If he goes on to win with 57kg, including the 1.5kg weight penalty for winning the Caulfield Cup, he will join the great Makybe Diva (her third Cup win in 2005) as the only horse to carry 57kg or more to victory in the Melbourne Cup in 44 years (Gold and Black in 1977).
Looking back to Bart Cummings’ 10,000m rule, Chris Waller’s Great House clinched a spot in this year’s field in the Hotham Handicap (2,500m) on Saturday.
That made a total of 9,600m since mid-September, a very Cummings-like prep.
But if you include earlier runs, it’s 11,600m since Aug 21, 13,100m since Aug 7, 14,130m since Jul 30 (a trial rather than a race), 15,900m since July 17 and a massive 17,700m since June 26.
Most horses in this year’s race have run between 6,000 and 9,000m in the lead-up to the Cup.
But both the distances run in preparation and the number of races run prior to the Cup can differ radically.
Prince of Arran — who came third in last year’s Cup — had just one race either side of travelling to Australia from England, the September Stakes (2,413m) and the Caulfield Cup. Prior to that he had had an 11-week break or “spell”.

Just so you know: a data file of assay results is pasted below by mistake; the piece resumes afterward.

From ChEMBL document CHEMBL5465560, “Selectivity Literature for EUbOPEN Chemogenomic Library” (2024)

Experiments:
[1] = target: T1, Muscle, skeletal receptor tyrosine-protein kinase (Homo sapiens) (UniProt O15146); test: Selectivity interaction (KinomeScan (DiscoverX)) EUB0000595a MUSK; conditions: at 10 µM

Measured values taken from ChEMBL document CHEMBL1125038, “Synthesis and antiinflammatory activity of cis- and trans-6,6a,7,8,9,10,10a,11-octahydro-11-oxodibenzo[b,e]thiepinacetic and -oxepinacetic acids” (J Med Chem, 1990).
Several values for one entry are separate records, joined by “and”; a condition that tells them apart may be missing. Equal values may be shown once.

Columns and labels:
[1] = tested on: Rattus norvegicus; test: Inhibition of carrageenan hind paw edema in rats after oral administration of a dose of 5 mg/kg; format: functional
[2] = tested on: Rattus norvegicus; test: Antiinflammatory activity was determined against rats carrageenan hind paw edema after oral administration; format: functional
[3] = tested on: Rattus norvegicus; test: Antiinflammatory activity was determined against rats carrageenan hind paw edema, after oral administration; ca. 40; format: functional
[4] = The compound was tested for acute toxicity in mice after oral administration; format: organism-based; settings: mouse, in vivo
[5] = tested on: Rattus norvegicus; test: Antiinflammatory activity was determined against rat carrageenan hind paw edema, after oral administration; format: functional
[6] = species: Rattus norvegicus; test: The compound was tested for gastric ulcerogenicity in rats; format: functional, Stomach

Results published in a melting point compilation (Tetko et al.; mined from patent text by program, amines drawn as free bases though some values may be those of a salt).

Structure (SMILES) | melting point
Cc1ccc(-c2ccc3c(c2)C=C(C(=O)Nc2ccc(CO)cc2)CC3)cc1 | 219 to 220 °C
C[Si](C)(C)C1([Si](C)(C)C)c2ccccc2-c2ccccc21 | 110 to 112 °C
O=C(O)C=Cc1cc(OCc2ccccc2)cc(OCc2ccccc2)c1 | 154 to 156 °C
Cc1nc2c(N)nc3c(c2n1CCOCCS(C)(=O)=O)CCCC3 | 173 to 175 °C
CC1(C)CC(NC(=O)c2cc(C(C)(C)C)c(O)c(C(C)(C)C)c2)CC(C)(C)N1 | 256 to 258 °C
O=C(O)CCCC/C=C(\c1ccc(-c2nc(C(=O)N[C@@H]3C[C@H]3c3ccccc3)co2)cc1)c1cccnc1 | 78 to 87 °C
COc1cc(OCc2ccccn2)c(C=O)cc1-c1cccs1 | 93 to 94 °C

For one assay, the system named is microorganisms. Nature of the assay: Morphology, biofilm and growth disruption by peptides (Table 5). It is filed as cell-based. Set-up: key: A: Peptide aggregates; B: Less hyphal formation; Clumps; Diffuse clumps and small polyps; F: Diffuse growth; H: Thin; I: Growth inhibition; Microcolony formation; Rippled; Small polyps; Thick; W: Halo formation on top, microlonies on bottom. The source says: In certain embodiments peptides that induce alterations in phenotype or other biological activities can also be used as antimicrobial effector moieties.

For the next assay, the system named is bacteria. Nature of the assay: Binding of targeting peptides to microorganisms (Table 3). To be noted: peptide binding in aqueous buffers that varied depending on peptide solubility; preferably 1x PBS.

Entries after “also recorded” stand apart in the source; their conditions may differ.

The horse that came second, Aidan O’Brien’s Tiger Moth, came into the Cup off just one race in 18 weeks, the 2,400m Kilternan Stakes.
This year, Twilight Payment is trying for back-to-back Cup wins, using the same no Australian lead-up strategy — the Joseph O’Brien horse came second in the Irish St Leger (2,816m) before heading Down Under.
The other main international, Spanish Mission, came second behind famous European stayer Stradivarius in the Lonsdale Cup (3,270m) in August. Like Tiger Moth in 2020, that is his only start in 136 days (or 18 weeks) going into the Cup.
For the internationals, some of the usual key lead-up races include the Prix Kergorlay (3,000m) at Deauville in France, the Irish St Leger and the Curragh Cup (both 2,816m) at the Curragh in Ireland, the Ebor Handicap (2,787m) at York in England and the Lonsdale Cup (3,270m) also at York.
Aside from the Caulfield Cup runners, Twilight Payment and Spanish Mission, the final lead-up races for the field include:
- The Geelong Cup (Tralee Rose, Knights Order, Johnny Get Angry)
- The Moonee Valley Cup (Miami Bound, Pondus, Future Score, Floating Artist)
- The Bart Cummings (Grand Promenade)
- The Cox Plate (Verry Elleegant)
- The City Tattersalls Club Cup (Carif)
- The St Leger at Doncaster in England (the Gai Waterhouse and Adrian Mott-trained import Sir Lucan).